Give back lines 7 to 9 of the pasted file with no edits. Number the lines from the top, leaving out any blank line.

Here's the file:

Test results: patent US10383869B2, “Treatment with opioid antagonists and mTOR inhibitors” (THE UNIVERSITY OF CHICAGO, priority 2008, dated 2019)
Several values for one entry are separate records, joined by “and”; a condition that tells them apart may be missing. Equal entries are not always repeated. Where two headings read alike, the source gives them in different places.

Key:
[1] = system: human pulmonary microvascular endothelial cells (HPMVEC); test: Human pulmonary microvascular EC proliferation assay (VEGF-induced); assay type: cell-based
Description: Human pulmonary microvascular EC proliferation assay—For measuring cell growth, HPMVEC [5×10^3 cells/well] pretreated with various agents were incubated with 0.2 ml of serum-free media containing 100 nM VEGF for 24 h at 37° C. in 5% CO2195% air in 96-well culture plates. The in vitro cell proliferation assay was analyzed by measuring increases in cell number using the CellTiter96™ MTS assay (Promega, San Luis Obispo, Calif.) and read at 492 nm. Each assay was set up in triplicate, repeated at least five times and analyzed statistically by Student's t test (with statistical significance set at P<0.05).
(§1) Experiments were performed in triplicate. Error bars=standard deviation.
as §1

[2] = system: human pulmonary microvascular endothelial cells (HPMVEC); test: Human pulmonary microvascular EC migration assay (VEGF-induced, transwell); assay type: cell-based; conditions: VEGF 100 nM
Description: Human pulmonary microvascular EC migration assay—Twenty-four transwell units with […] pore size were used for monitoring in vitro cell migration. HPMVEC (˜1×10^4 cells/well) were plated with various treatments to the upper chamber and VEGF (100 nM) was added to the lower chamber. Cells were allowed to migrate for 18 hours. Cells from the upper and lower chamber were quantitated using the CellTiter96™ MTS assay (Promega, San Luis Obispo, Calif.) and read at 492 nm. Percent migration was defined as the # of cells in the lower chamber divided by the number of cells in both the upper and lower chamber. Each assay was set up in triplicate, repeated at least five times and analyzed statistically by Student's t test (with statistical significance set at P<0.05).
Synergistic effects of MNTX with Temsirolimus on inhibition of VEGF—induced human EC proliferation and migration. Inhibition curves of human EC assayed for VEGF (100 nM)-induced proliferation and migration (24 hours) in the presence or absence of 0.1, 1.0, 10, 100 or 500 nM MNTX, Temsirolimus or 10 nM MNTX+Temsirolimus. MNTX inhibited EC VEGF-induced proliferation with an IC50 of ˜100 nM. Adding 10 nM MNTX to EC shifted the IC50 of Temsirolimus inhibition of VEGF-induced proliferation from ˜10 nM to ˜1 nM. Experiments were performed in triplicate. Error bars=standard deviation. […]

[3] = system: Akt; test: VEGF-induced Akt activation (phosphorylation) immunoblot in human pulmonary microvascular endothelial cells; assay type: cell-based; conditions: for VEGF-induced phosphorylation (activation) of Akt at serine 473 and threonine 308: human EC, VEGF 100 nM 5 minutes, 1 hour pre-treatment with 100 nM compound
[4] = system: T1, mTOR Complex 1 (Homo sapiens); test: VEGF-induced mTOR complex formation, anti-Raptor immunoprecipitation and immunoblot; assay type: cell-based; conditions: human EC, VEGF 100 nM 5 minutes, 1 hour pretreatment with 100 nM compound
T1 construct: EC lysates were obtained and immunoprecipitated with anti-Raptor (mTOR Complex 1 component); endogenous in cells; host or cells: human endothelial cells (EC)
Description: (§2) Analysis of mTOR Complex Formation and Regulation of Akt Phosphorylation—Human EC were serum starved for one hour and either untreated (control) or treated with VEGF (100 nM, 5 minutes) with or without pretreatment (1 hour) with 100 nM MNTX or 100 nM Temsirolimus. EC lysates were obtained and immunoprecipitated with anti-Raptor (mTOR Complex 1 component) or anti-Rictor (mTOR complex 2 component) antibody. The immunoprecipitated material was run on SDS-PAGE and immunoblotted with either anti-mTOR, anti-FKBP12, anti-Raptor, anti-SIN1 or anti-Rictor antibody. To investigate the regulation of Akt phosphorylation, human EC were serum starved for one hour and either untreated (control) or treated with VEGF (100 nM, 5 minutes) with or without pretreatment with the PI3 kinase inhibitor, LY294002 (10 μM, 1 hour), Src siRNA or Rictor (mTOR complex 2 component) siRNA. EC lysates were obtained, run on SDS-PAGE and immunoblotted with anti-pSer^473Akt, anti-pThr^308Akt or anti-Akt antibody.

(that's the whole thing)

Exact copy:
as §1

[2] = system: human pulmonary microvascular endothelial cells (HPMVEC); test: Human pulmonary microvascular EC migration assay (VEGF-induced, transwell); assay type: cell-based; conditions: VEGF 100 nM
Description: Human pulmonary microvascular EC migration assay—Twenty-four transwell units with […] pore size were used for monitoring in vitro cell migration. HPMVEC (˜1×10^4 cells/well) were plated with various treatments to the upper chamber and VEGF (100 nM) was added to the lower chamber. Cells were allowed to migrate for 18 hours. Cells from the upper and lower chamber were quantitated using the CellTiter96™ MTS assay (Promega, San Luis Obispo, Calif.) and read at 492 nm. Percent migration was defined as the # of cells in the lower chamber divided by the number of cells in both the upper and lower chamber. Each assay was set up in triplicate, repeated at least five times and analyzed statistically by Student's t test (with statistical significance set at P<0.05).